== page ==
Strength and Resiliency: Celebrating Women’s History Month
We have been honoring the strong women who make up the North Texas Food Bank family all month long as part of Women’s History Month. And while the celebration does not end when March is over, as we wrap up the month, we want to share a few more stories of women who inspire our work daily.
We invite you to learn more about three of our neighbors – Ada, Charity and Sylvia– who have had the strength, compassion, and resiliency during the uncertain times of the last year to ask for help and provide for their selves, families and communities. We are grateful for them and our network of Partner Agencies who are there for our neighbors in times of need.
The start of summer is usually filled with worry for Ada. But in 2020, this feeling came earlier because of the COVID-19 pandemic and school closures after Spring Break last year. When school is in session, her two teenage daughters receive free breakfasts and lunches at school. But with her kids at home, Ada had to find a way to provide 20 extra meals each week.
Ada also cares for her aging parents, which means even more mouths to feed. And it’s not easy feeding a family of six. She works hard, but her hours kept getting cut, so her paychecks kept getting smaller as the pandemic progressed.
Thankfully, Ada discovered a food pantry run by one of our Partner Agencies, and she was able to regularly stock up on fresh produce, meat and dairy. And she’s more thankful than ever for the food pantry in these trying times.
“I can’t get much money to pay the bills and then to provide food,” Ada says. “That’s why I came to this food pantry to get help. And if they help me, then they can help somebody else with the same situation.”
In Charity’s home, love and family abound. Charity lives with her husband and five children. She also unexpectedly began caring for two foster children last year.
After falling behind in bills when her husband was briefly out of work, and with the needs of seven kids between the ages of 7- and 19-years-old, Charity was connected to one of the North Texas Food Bank’s Partner Agencies. The food pantry helped the growing family obtain the food they needed, and Charity has accessed its services off and on since then.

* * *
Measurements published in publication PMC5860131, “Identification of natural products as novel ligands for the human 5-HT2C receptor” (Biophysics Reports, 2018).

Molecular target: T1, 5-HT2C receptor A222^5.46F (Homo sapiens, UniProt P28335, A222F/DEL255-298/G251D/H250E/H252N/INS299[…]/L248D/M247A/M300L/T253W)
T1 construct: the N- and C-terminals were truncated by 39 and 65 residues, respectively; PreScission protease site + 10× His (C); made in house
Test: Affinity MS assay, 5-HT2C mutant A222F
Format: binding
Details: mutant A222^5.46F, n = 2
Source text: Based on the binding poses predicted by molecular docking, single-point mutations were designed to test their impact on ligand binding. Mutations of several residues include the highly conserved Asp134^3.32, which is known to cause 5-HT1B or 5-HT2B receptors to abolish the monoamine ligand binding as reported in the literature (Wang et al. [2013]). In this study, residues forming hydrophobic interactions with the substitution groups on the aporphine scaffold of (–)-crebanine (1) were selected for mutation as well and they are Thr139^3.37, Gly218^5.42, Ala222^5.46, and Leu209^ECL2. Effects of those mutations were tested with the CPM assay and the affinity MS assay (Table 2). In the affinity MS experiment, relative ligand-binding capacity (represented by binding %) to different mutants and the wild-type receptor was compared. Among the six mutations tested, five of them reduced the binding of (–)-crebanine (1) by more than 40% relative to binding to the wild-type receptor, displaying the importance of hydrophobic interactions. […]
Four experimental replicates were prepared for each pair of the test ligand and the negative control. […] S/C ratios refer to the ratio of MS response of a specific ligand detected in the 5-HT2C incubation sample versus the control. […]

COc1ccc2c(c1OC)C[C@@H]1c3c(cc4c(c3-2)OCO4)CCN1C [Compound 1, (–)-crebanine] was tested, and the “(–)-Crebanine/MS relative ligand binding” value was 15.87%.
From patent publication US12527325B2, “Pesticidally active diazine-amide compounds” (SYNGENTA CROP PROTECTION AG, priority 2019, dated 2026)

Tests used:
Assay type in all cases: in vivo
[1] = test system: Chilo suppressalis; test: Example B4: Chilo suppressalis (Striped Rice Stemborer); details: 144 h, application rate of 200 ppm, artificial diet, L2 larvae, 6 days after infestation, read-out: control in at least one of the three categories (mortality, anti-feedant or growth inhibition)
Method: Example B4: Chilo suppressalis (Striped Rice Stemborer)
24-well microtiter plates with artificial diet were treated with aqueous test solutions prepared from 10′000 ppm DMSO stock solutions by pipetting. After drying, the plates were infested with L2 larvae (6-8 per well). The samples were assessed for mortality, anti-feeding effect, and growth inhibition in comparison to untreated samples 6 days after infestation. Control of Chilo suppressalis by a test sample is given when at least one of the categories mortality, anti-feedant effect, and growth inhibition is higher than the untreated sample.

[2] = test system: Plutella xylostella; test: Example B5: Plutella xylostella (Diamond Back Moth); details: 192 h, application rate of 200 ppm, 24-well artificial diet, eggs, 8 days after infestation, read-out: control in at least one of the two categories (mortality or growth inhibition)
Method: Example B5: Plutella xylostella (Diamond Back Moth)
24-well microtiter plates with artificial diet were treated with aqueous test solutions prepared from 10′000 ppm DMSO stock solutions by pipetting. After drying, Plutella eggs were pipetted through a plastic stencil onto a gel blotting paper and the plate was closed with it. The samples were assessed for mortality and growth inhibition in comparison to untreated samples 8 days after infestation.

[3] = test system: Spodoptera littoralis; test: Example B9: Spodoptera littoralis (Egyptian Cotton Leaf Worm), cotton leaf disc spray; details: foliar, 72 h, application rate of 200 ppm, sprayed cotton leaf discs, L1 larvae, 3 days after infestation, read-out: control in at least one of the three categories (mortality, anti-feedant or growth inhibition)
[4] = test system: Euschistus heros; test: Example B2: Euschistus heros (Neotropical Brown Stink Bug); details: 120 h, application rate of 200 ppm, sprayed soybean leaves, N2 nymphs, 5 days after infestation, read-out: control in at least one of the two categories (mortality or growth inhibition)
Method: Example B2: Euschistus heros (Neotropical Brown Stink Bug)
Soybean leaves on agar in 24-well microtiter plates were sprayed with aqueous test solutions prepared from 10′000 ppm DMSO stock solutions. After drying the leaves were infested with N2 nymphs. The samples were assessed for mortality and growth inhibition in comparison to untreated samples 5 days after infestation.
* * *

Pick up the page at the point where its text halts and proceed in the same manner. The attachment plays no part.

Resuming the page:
When COVID-19 hit, the family’s food supply quickly depleted without school lunches and other meals on which to depend. While Charity does her best to stretch the food in the home and her budget, she started going to the agency every week to ensure her family received nutritious and steady meals. The agency’s commitment to helping neighbors experiencing hunger with dignity and respect has meant the world to her and her children.
“They know our kids by names and that is really special. Their hearts and souls are into it and they bless the community weekly.”
The pandemic has been especially difficult for our senior citizen neighbors, who face higher medical risks from COVID-19 and other challenges that make access to nutritious food complicated.
As a diabetic who also has high blood pressure, Sylvia needed to be especially careful during the pandemic. She limited her outings and stopped doing many of her regular activities. Being on a fixed income and having increased medical expenses made it particularly challenging to obtain the nutritious food she needed to stay healthy.
Sylvia was able to find food assistance for the first time at the North Texas Food Bank’s Thanksgiving mobile distribution at Fair Park. Along with our partners, the Food Bank distributed turkeys and other food so our neighbors like Sylvia could have a holiday meal.
“The Food Bank will help me this Thanksgiving because without you I wouldn’t have one. It’s a blessing and I’m thankful.”
You can read more stories about our neighbors, Partner Agencies, and other ways the North Texas Food Bank is helping the community in the most current issue of our quarterly newsletter, Around the Table.